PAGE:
For each of the following sprints, there are two options: (1) merge in a "pull request" adding some functionality to one of the above listed repositories, or (2) analyze data using the above tools. So, the main goal for Sprint 0 is to plan out which of these two options you are choosing for each of the subsequent three sprints (combinations of the two are also welcome).

Code Sprint

A code sprint deliverable is a succesfully merged pull request into one of the above code repositories. That PR will comply with the packages "contribution guidelines". It will also require coordinating with the maintainer of the package. My recommendation is that you make your PR about 2 weeks prior to the end of the sprint, to give the maintainer sufficient time to evaluate the PR, and possibly iterate with you (which is the norm, even amongst professionals). The PR should of course include suitable documentation and a tutorial for all additional functionality (as a Jupyter notebook). At the conclusion of the sprint, the team will therefore deliver:
  • A github commit message indicating a successful PR into an "integration" branch, with a detailed change log
  • Demo notebooks for each additional function including publication quality figures, both qualitative and quantitative ones.
  • A 20-minute presentation presenting the motivation, challenge, action, and result of your work. This presentation will document the degree to which you have achieved all the goals established for this sprint.
  • A live demo during the final showcasing the primary functionality of the tool.
  • A 4 page report that could be submitted to a conference or workshop describing the repository.
  • If it is the 2nd and/or 3rd code sprint, it must also include an update to either CRAN or PyPi (note that this often takes multiple weeks, so again I recommend you try weeks in advance).

Data Sprint

A data sprint deliverable is a "conference publication" style report documenting an analysis on a given data, with publication quality figures. The first data sprint will result in a short 4 page report, with ~10 references, the 2nd one will result in an 8-page report. All reports must have publication quality figures. All figures must be fully reproducible (end-to-end, starting with the same raw data that you started with) using Jupyter notebooks or the like. Grades will consider whether we are able to reproduce your analysis. At the conclusion of the sprint, the team will therefore deliver:
  • A conference report with publication quality figures
  • A notebook to reproduce each of the quantitative results from the report
  • A 20-minute presentation presenting the motivation, challenge, action, and result of your work. This presentation will document the degree to which you have achieved all the goals established for this sprint.
  • A live demo during your analysis.
  • If it is the 2nd and/or 3rd data sprint, data derivatives must also be deposited in an open access repository.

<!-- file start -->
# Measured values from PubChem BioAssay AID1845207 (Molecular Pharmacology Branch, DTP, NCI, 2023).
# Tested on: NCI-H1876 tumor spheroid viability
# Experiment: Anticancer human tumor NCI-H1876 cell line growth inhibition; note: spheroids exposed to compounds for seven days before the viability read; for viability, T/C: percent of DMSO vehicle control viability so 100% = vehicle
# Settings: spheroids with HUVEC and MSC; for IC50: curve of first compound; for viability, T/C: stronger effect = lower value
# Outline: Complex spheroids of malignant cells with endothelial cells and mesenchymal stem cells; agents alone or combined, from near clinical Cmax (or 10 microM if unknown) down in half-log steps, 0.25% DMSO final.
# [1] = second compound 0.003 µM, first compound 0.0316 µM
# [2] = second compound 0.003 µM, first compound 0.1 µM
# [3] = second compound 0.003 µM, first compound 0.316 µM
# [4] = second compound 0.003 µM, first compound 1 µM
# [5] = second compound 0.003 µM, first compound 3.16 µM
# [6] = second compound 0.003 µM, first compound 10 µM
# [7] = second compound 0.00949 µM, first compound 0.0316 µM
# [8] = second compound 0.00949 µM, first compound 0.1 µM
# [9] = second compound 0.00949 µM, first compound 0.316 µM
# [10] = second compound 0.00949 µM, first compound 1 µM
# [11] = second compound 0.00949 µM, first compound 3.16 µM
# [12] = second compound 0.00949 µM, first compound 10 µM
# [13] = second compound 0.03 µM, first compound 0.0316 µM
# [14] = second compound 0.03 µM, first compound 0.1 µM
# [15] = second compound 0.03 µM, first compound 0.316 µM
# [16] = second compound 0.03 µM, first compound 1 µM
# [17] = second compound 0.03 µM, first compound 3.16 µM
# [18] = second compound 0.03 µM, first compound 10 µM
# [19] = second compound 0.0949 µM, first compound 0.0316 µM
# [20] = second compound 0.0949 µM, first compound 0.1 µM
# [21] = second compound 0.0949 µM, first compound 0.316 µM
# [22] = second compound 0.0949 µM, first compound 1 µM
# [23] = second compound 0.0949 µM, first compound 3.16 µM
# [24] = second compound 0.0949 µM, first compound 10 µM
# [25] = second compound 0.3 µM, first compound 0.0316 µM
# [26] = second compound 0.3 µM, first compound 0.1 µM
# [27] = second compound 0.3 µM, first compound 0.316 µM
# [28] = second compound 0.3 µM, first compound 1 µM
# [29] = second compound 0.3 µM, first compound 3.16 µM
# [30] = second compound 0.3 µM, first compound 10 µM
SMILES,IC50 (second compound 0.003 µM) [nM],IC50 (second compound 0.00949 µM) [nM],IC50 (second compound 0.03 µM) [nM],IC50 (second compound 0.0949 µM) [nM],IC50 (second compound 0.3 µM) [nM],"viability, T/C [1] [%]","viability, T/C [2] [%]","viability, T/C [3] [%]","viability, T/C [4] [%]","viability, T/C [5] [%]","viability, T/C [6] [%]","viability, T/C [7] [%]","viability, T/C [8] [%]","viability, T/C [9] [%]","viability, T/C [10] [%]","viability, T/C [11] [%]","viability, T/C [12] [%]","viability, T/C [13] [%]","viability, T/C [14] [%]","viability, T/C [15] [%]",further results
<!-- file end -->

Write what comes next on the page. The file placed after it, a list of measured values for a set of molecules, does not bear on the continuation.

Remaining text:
This course will provide 4 design-credits for the first semester and six credits for the second semester, and will be a team-based year-long undertaking in data science and neuroscience. The 2xx level does not require extensive numerical programming, and is designed for underclass persons to learn about the design process by contributing in a variety of ways to the teams progress, and includes written assignments. The 4xx level is designed for upperclass persons, counts for 4-credits of design per semester in BME. Each team will have a team captain who is required to take the 6xx level, and will have additional requirements. Other graduate students can also take the 6xx level. Students in the 4xx level and above will be expected to have some background in programming, statistics, and linear algebra, and should be willing to learn more. The software produced will be open-source under the Apache 2.0 licence, and must be reproducible (i.e. another can run it and recreate the findings documented/reported).

Weekly Class Organization

This is subject to change, pending the feedback from the course participants. There will be four teams, each with 4-6 team members (including a captain). The current plan is as follows: Mondays and Wednesdays will follow the same basic structure:
  • Minutes 1-15: jovo will provide a short lecture/tutorial on a topic of mutual interest.
  • Minutes 15-40: Team A will make a formal presentation to the class, tactfully accepting constructive criticism and feedback.
  • Minutes 40-50: 10 minute bio break.
  • Minutes 50-75: Team B will make a formal presentation to the class, tactfully accepting constructive criticism and feedback.
The weekly schedule will be, for fall semester: Monday: Team 1 and 2, Wednesdays: Team 3 and 4. For spring semester: Monday: Team 3 and 4, Wednesdays: Team 1 and 2.

The formal presentations will take the following form: students from the group will present google slides. Each team member will have about 3+ slides detailing the following:
  1. 1 slide: The sprint and weekly goals, each color coded to denote the degree of completion.